Healthy eating and exercise programmes in schools are less likely to reverse childhood obesity than the influence of family and the food industry.
This is the finding of researchers at the University of Birmingham, whose study in the British Medical Journal shows that there were no improvements in children’s diet or activity levels after taking part in a 12-month anti-obesity programme. The study monitored the impact of the scheme on 600 pupils in 26 primary schools in the West Midlands and saw pupils take part in 30 minutes of additional exercise, a six-week healthy eating and exercise programme with Aston Villa Football Club and healthy cooking workshops for families. But there were no significant reductions in BMI.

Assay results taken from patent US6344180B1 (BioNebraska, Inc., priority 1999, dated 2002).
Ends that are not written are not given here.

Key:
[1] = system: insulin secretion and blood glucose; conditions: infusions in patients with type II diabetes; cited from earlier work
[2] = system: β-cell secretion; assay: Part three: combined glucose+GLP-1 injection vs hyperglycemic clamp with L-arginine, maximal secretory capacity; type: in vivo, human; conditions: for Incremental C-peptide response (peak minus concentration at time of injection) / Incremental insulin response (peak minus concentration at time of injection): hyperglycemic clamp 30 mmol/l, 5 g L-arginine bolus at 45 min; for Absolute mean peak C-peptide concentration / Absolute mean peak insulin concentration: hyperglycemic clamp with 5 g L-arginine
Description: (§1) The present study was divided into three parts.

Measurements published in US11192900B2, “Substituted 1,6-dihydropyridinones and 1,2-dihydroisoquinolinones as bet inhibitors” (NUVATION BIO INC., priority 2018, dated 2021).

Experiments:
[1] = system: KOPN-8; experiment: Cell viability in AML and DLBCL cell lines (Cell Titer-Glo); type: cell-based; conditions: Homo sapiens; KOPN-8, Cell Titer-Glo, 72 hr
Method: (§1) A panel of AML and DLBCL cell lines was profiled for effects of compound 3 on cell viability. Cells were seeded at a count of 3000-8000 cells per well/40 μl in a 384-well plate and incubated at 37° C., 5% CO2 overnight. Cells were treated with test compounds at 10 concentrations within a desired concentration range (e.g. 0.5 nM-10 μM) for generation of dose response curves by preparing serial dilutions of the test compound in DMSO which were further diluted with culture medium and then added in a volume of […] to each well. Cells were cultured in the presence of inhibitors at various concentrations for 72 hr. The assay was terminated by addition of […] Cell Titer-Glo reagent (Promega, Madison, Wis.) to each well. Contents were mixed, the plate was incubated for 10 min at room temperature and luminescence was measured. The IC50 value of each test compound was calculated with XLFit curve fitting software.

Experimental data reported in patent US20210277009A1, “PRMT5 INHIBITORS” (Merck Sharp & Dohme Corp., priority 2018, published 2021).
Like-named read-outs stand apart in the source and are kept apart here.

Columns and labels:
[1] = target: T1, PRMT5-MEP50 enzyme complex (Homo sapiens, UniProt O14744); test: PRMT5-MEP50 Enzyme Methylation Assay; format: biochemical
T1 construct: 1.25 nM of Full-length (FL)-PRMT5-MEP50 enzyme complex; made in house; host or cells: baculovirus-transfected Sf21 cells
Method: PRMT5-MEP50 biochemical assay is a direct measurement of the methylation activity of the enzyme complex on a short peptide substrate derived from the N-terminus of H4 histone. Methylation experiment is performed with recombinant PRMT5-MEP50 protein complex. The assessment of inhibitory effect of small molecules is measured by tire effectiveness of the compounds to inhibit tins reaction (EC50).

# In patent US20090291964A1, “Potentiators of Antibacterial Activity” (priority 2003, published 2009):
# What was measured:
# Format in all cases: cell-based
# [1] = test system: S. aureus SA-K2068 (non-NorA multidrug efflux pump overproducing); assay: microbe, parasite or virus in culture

However, the report concluded that families, communities and the food industry could have more of an influence on childhood obesity rates through schemes such as the sugar tax and that schools were only “one layer” in the fight against childhood obesity.
“Schools have an important part to play but other factors are involved too – families, the media and the food industry all need to be considered,” said Dr Emma Lancashire, who co-ordinated the trial.